1 Passive immunization of macaques with polyclonal anti-shiv IgG against a heterologous tier SHIV: outcome depends on IgG dose Anton M Sholukh, Texas Biomedical Research Institute Siddappa N. Byrareddy, Emory University Vivekanandan Shanmuganathan, Dana-Farber Cancer Institute Girish Hemashettar, Dana-Farber Cancer Institute Samir K Lakhashe, Texas Biomedical Research Institute Robert A Rasmussen, Dana-Farber Cancer Institute Jennifer D Watkins, Dana-Farber Cancer Institute Hemant K Vyas, Texas Biomedical Research Institute Swati Thorat, Dana-Farber Cancer Institute Tania Brandstoetter, Dana-Farber Cancer Institute Only first 1 authors above; see publication for full author list. Journal Title: Retrovirology Volume: Volume 11, Number 8 Publisher: BioMed Central 1 Type of Work: Article Final Publisher PDF Publisher DOI: 1.118/ Permanent URL: Final published version: Copyright information: 1 Sholukh et al.; licensee BioMed Central Ltd. This is an Open Access article distributed under the terms of the Creative Commons Attribution. Generic License ( which permits distribution, public display, and publicly performance, making multiple copies, distribution of derivative works, provided the original work is properly cited. This license requires copyright and license notices be kept intact, credit be given to copyright holder and/or author. Accessed November 18, 17 8: AM EST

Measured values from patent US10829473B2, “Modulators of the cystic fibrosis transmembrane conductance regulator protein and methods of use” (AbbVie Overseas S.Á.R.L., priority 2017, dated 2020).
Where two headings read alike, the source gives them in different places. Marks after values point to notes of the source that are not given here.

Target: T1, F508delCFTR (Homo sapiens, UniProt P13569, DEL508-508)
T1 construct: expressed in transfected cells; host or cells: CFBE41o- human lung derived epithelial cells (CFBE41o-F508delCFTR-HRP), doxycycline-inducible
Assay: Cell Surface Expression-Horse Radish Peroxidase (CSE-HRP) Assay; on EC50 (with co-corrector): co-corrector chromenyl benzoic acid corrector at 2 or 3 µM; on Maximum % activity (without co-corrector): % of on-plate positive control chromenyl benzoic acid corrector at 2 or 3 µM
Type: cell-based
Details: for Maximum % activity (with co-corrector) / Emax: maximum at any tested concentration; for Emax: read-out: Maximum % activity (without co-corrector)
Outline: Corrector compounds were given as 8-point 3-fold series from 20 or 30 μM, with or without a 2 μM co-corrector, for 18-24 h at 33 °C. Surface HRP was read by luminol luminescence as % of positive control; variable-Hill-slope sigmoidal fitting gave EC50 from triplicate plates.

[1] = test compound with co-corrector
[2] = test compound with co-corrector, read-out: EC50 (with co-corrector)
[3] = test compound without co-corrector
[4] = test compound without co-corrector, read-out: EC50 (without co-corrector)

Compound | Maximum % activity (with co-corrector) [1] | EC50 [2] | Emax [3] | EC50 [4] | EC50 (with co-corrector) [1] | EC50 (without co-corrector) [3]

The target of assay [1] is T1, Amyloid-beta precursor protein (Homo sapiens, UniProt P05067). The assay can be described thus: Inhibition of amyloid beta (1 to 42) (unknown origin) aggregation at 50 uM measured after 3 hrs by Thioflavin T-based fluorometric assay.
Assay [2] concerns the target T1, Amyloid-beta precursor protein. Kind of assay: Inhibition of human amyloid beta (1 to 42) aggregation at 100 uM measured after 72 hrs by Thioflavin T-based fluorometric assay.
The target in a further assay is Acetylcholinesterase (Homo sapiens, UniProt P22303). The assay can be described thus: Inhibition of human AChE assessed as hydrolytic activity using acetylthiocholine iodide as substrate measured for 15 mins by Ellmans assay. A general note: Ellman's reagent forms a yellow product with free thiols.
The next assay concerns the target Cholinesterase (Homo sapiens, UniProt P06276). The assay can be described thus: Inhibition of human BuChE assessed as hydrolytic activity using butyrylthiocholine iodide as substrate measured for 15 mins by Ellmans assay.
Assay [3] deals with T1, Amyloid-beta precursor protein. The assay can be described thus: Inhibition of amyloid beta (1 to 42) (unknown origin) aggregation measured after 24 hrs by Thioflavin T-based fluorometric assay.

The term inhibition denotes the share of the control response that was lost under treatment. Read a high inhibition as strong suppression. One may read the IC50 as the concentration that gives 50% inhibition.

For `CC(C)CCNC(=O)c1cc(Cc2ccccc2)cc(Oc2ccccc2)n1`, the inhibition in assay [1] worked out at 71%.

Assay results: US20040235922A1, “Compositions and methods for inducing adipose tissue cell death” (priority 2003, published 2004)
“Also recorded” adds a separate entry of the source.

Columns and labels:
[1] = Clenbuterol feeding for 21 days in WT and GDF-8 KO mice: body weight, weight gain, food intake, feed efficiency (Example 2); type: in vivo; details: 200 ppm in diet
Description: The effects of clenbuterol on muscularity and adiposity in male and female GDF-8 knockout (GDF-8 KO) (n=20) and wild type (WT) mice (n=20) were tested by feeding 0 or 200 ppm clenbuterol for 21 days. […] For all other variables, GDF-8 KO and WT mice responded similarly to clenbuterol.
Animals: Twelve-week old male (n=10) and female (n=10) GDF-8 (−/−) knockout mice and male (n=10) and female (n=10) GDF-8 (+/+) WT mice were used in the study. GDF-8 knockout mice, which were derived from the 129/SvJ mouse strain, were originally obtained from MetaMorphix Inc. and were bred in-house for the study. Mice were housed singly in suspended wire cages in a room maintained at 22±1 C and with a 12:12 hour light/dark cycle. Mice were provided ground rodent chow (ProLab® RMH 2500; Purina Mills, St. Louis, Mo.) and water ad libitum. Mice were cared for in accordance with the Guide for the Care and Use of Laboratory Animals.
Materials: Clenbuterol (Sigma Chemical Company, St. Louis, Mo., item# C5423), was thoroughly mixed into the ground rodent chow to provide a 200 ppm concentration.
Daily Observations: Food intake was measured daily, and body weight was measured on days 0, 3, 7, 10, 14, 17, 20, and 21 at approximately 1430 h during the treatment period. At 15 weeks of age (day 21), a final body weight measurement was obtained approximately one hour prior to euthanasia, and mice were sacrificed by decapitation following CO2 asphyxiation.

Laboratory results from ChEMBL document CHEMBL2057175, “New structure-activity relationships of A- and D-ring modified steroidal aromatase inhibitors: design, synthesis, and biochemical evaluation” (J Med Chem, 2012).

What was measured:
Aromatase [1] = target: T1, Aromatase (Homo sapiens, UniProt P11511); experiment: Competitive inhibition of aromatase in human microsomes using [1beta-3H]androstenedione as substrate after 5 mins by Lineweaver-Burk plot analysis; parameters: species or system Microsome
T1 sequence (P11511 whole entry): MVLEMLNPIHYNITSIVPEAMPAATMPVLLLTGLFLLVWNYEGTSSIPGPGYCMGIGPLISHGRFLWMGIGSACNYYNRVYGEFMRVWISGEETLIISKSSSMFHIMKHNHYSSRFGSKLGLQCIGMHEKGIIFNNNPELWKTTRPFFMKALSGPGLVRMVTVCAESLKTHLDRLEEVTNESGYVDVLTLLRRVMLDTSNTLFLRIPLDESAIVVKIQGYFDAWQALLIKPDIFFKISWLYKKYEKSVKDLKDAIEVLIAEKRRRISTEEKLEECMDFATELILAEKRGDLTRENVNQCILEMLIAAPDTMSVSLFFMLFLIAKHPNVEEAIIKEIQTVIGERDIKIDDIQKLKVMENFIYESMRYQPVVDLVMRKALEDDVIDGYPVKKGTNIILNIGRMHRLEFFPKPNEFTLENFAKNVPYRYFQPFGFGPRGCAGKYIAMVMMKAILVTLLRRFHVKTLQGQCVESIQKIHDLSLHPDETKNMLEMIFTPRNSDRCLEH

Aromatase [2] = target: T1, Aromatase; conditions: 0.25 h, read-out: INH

2 Sholukh et al. Retrovirology 1, 11:8 RESEARCH Open Access Passive immunization of macaques with polyclonal anti-shiv IgG against a heterologous tier SHIV: outcome depends on IgG dose Anton M Sholukh 1,,3, Siddappa N Byrareddy,3,, Vivekanandan Shanmuganathan, Girish Hemashettar, Samir K Lakhashe 1,,3, Robert A Rasmussen,3, Jennifer D Watkins,3, Hemant K Vyas 1,,3, Swati Thorat,3, Tania Brandstoetter, Muhammad M Mukhtar 1,,3, John K Yoon, Francis J Novembre,5, Francois Villinger,, Gary Landucci 7, Donald N Forthal 7, Sarah Ratcliffe 8, Iskra Tuero 9, Marjorie Robert-Guroff 9, Victoria R Polonis 1, Miroslawa Bilska 11, David C Montefiori 11, Welkin E Johnson 1, Hildegund C Ertl 13 and Ruth M Ruprecht 1,,3* Abstract Background: A key goal for HIV-1 envelope immunogen design is the induction of cross-reactive neutralizing antibodies (nabs). As AIDS vaccine recipients will not be exposed to strains exactly matching any immunogens due to multiple HIV-1 quasispecies circulating in the human population worldwide, heterologous SHIV challenges are essential for realistic vaccine efficacy testing in primates. We assessed whether polyclonal IgG, isolated from rhesus monkeys (RMs) with high-titer nabs (termed ), could protect RMs against the R5-tropic tier- SHIV-873Nip, which was heterologous to the viruses or HIV-1 envelopes that had elicited. Results: demonstrated binding to HIV Gag, Tat, and Env of different clades and competed with the broadly neutralizing antibodies b1, VRC1, E1, and 17b. neutralized tier 1 and tier viruses, including SHIV-873Nip. NK-cell depletion decreased the neutralizing activity of -fold in PBMC assays. Although neutralized SHIV-873Nip in vitro, this polyclonal IgG preparation failed to prevent acquisition after repeated intrarectal low-dose virus challenges, but at a dose of mg/kg, it significantly lowered peak viremia (P =.1). Unexpectedly, single-genome analysis revealed a higher number of transmitted variants at the low dose of 5 mg/kg, implying increased acquisition at low levels. In vitro, demonstrated complement-mediated Ab-dependent enhancement of infection (C -ADE) at concentrations similar to those observed in plasmas of RMs treated with 5 mg/kg of. Conclusion: Our primate model data suggest a dual role for polyclonal anti-hiv-1 Abs depending on plasma levels upon virus encounter. Keywords: Macaque model, Heterologous R5 SHIV clade C challenge,, Passive immunization, Enhancement of infection, Non-human primate model * Correspondence: Equal contributors 1 Department of Virology and Immunology, Texas Biomedical Research Institute, PO Box 759, San Antonio, TX , USA Dana-Farber Cancer Institute, Boston, MA, USA Full list of author information is available at the end of the article 1 Sholukh et al.; licensee BioMed Central Ltd. This is an Open Access article distributed under the terms of the Creative Commons Attribution License ( which permits unrestricted use, distribution, and reproduction in any medium, provided the original work is properly cited. The Creative Commons Public Domain Dedication waiver ( applies to the data made available in this article, unless otherwise stated.